ELIZABETH: I have great fun with my opening lines, and in the Rita Farmer series I start every book with a situation that seems dire. The opening line of THE ACTRESS, for example, is simply, "I screamed." Eventually I enlarge the frame, so to speak, and you see that Rita is literally playing a role. In ON LOCATION, I wanted to portray Rita getting attacked, and the line, "A hairy forearm mashed my face," popped into my mind before I'd worked out much else. The sentence seemed appropriately alarming, so it made it from first draft to last. Actually I think it started as "THE hairy forearm mashed my face," and I changed it to "A".
HALLIE: And what about that character description: “He was built like a tomato stake, great vertical presence without much visible flesh on him, very different from his stockier brother. He looked as if he existed on vegetable broth and high-fiber crackers. You certainly follow your own advice, to base descriptions on unconventional comparisons. How do you reach past cliché?
ELIZABETH: Sometimes I think I was put on this earth to fight cliché, I'm so offended by sloppy metaphors and first-to-mind slogans. The first thing to do is stop and loosen your brain. You can use just about anything as a launchpad from the commonplace.
I remember while writing one of my earlier novels, DAMN STRAIGHT, being tempted to describe a golfer as being unable to hit the broad side of a barn. How boring. But I thought about other things that are large, and the word 'brewery' popped into my mind. "Couldn't hit the broad side of a brewery" sounds unusual and kind of peppy.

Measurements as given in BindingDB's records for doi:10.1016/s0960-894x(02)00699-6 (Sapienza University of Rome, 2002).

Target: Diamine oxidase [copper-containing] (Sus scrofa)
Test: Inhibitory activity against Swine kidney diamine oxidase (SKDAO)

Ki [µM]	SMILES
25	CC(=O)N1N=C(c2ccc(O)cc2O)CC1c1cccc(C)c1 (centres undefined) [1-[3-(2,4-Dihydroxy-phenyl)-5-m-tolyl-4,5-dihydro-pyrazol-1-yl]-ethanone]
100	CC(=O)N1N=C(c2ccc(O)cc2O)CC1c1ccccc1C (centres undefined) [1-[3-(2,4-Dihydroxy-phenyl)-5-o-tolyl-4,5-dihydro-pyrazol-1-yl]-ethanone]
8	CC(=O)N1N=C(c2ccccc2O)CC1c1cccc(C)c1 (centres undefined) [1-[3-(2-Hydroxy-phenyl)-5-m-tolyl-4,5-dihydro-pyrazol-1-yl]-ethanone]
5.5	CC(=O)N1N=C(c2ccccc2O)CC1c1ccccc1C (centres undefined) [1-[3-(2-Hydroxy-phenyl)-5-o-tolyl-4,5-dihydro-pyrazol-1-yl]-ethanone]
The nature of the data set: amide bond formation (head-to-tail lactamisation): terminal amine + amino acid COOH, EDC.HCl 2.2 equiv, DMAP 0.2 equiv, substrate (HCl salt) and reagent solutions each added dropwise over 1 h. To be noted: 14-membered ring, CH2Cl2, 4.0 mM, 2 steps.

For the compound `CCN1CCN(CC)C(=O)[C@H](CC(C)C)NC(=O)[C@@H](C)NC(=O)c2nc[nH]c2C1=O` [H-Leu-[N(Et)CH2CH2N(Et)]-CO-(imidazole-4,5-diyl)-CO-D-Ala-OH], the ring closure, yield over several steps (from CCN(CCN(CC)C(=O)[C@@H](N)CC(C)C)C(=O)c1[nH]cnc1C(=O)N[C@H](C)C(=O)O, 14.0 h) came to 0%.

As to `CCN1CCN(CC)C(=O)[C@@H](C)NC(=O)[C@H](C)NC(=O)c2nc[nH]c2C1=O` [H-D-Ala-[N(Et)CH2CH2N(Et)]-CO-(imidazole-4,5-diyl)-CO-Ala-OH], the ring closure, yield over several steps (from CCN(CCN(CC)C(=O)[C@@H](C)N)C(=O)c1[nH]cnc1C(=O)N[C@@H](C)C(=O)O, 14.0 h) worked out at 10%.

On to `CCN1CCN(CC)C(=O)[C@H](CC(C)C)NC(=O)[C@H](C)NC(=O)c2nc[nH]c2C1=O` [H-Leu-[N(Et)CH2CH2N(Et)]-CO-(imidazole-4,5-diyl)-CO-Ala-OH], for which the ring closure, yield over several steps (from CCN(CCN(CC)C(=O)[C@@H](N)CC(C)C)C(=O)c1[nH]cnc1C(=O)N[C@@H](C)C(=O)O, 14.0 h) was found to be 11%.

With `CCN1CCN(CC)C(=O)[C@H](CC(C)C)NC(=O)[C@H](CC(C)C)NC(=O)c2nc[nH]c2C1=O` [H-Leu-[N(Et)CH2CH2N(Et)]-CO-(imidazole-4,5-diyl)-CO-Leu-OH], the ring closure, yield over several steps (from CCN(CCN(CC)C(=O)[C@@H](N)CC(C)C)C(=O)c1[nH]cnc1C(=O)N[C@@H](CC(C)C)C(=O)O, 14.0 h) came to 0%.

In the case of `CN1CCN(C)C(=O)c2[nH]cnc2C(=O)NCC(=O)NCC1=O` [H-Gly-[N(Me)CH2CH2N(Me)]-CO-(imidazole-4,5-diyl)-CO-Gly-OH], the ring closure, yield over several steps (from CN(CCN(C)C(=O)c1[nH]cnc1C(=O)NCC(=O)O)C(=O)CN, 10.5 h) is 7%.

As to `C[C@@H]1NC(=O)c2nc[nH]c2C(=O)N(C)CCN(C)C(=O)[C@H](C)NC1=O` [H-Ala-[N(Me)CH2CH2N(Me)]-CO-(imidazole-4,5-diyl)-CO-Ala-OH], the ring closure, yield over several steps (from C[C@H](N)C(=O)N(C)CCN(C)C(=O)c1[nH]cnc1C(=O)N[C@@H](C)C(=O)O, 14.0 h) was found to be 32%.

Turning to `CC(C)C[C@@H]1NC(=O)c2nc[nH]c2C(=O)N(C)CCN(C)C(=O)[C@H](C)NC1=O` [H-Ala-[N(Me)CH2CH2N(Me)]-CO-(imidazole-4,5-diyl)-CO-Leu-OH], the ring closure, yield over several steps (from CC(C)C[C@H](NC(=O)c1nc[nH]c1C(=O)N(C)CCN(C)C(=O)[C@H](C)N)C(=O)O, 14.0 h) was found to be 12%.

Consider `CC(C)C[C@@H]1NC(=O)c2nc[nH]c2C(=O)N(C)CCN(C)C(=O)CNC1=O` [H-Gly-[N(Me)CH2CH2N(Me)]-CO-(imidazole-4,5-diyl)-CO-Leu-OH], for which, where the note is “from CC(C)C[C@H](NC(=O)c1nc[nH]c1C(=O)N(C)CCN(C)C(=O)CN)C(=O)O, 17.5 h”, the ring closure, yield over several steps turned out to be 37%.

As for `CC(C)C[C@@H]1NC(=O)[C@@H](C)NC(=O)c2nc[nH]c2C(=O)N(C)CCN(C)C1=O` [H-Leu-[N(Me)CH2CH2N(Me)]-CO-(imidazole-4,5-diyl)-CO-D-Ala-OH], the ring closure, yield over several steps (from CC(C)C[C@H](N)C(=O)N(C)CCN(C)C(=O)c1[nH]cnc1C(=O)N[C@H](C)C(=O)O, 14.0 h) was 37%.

Right now, I'm looking at a glass of water and thinking I could describe a character as "shapeless as a water tumbler," or "she had all the personality of tap water." Or you can take that further and think of other beverages. "She had all the personality of warm tomato juice." "She had all the personality of chamomile tea," which gives information about the narrator as well as the character being described. "She was like a champagne fountain, all bubbles and sass." And so on.
Experimenting with context helps as well. If you're talking about a house, for example, you can liken it to a ship at sea: "The prow of the house pointed east, as if it wanted to plunge into the combers rolling in from the Atlantic just beyond the hedge." Or you can liken a house to an animal: "The house sprawled in the mist like a sleeping hound." It's so much fun!
HALLIE: Great examples. In another essay, “Rough Up Your First Draft,” you advise authors to give up control and let ‘er rip when writing first draft. We have so many authors who are taking our “Write First” Jungle Red Writers Challenge and so this advice seems so apt. Tell us more!
ELIZABETH: Writing fiction is very Zen: The more control you give up, the freer your creative core becomes, and the more truly original stuff comes out.
And I just had an insight, right this minute: While many writers get bogged down in their first draft because they're afraid of making mistakes, I think some new writers get bogged down in their first draft because they don't feel comfortable with the revision process itself; they fear it, and therefore they try to get everything right the first time, which of course leads to stilted writing.
Sometimes we get stuck because we're not listening clearly enough to our inner voice. Therefore, you've just got to give yourself permission to let out whatever wants to come out.
HALLIE: Thanks! Elizabeth will be checking in today to respond to questions and comments, so please, if you have any comments or questions, join the discussion! And tune in tomorrow to join the conversation with James Scott Bell, author of the classic “Plot & Structure.”